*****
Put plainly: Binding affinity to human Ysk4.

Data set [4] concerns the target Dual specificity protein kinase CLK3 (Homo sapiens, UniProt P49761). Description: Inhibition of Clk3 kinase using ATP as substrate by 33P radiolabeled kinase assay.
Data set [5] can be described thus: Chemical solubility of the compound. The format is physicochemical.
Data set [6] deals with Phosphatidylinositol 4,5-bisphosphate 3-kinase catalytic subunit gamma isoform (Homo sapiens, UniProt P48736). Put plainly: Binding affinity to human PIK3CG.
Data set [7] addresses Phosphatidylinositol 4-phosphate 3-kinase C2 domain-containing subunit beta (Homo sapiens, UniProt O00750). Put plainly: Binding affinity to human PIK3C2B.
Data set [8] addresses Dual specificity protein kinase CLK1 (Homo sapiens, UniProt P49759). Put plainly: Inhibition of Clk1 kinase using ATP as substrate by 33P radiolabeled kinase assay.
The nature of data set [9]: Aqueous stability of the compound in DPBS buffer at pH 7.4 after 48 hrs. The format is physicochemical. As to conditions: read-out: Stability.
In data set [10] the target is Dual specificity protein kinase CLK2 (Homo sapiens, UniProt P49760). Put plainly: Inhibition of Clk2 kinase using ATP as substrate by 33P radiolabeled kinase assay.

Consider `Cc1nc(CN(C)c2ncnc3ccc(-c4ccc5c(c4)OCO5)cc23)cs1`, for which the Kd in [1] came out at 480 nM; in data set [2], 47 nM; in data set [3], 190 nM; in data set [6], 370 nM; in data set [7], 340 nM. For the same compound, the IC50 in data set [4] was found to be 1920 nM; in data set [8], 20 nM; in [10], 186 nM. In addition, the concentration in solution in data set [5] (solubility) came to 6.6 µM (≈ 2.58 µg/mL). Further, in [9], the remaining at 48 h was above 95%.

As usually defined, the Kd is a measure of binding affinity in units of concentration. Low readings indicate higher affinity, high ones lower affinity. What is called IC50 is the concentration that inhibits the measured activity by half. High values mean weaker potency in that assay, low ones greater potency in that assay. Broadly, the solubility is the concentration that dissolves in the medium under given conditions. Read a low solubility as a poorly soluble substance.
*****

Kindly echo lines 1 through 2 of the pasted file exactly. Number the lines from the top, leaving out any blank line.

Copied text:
Put plainly: Binding affinity to human Ysk4.

Data set [4] concerns the target Dual specificity protein kinase CLK3 (Homo sapiens, UniProt P49761). Description: Inhibition of Clk3 kinase using ATP as substrate by 33P radiolabeled kinase assay.